The education featured in Burrell’s “Love Lessons”

Toyota Camry's "Love Lessons" by Burrell Communications

Toyota Camry’s “Love Lessons” by Burrell Communications

Burrell Communications’ Love Lessons campaign for the Toyota Camry is more than just a marketing triumph. Created with the African American consumer in mind, it connects with anyone who has a thing for cars, music, humor, and romance.

Consisting of nine videos that urge consumers to love the Camry “for all the wrong reasons,” the digital effort received a Silver Plaque from the Chicago Television Awards on March 22.

The widespread appeal and official recognition of the final product are noteworthy accolades for Burrell, a medium-sized shop that specializes in multicultural advertising. But, according to Chief Creative Officer Lewis Williams, it all began with a cool product.

“We have a new, redesigned Camry, and it is sexy,” he explains. “Rims, dual exhaust, low to the ground. How do you let new consumers know?”

Williams estimates that Burrell has been working with Toyota for “about 14 years.” When the 2018 Camry was released, the agency shifted the car’s positioning away from the “family sedan” aisle and into the fast lane.

In one spot, he says that drivers are reminded to “keep your hands at nine and three,” even though they’ll “want to touch it all over.”



Another describes the power of its compelling beauty.

“When you park a nice hot car, you want to turn around and check it out,” Williams says. “But don’t look back too long, because you might forget to look forward and bump into something.”



A DJ who sounds like Barry White offers a play-by-play during “Love Lessons.” Channeling one of the smoothest communicators in American history, he offers a glimpse of the knowledge that Burrell employs to reach multiple demographics.

“All these things that drive culture … athletics, fashion, music … it more likely comes from the African American toolbox,” Williams explains. “From a creative perspective, we got a hell of a toolbox.”

These days, modern songs by African American artists have gained as much cross-cultural popularity as the Classic Soul ballads that helped White become a universal ambassador of love. “Hip-hop is the number one genre,” Williams says. “There are not enough Black people to make it number one.”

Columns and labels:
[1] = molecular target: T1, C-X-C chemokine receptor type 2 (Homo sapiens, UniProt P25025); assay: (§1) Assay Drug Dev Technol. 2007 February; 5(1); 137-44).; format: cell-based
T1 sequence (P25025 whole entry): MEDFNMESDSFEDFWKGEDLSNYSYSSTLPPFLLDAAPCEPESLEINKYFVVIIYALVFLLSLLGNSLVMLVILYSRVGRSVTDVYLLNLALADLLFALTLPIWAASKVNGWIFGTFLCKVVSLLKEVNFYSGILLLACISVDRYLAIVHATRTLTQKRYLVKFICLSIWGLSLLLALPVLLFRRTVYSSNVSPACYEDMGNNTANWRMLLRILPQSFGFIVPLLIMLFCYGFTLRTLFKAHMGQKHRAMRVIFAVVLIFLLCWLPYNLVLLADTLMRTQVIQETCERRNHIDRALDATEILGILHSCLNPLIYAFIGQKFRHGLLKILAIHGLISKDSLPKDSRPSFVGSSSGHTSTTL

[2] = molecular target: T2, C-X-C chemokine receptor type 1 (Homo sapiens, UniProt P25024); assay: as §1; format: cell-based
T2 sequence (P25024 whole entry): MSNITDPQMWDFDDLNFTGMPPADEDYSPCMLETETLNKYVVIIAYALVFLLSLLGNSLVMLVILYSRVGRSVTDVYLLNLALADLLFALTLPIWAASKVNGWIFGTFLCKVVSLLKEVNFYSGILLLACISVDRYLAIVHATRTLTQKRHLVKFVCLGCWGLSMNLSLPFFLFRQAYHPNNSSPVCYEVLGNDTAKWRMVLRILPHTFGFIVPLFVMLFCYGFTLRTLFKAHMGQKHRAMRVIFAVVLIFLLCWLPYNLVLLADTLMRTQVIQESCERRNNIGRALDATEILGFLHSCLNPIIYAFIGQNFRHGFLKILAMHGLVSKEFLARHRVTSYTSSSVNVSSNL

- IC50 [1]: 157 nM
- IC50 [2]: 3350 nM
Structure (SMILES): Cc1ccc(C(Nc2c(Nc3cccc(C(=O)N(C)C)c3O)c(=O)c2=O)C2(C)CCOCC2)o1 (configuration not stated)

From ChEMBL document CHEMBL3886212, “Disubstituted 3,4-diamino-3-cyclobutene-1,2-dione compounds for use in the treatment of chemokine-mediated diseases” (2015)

But merely hiring someone who sounds like Barry White — or 50 Cent or Diddy or Drake, for that matter — is just the beginning. Transforming such popular references into a successful campaign is a task best handled by shops that specialize in the genre.

“There’s always a space for expertise,” says Williams. “We’ve been in that space for decades, and you just don’t get there overnight.”

This expertise includes tapping into the mainstream when appropriate, which Williams does with ease. One of the reasons he considers the Camry to be cool and sexy is its resemblance to a NASCAR vehicle.

“Those things are so close to the ground,” he says. “It’s amazing.”

Still, companies occasionally rush multicultural elements into their content without doing any research, and they often pay a hefty price for the oversight. Dove appeared to show how its soap turns black people into white people and faced an immediate boycott. Vanity Fair seemed to forget that not all actors are caucasian and ignited a wildfire backlash.

Lewis Williams
Lewis Williams

Williams — an African American man who was raised in Georgia, educated at Kent State, and employed by Leo Burnett before accepting the reigns at Burrell — doesn’t need much external consulting to get it right the first time.

“A lot of brands are not trusted by the African American community,” he says. “We can navigate that because we actually live everyday in that community.”

This knowledge is especially useful in social media channels, where Williams says that African Americans are continuing a dialogue that they’ve held for generations.

“We’ve always been word of mouth people,” he explains. “We’ve always told stories because that’s how we kept our history going. Now the grapevine is social media.”

The conversation also includes a lot of young people, who are traditionally opposed to anything that adults consider popular. This prompts Williams to acknowledge, “most brands are not welcomed in” this “very social space.” But he is encouraged by the way it has energized them.

“What I like about them is that they’re actually coming off of social media and getting into the real world,” he says. “They’re taking that extra step. All these people under the voting age. It’s 60s passion. It’s real.”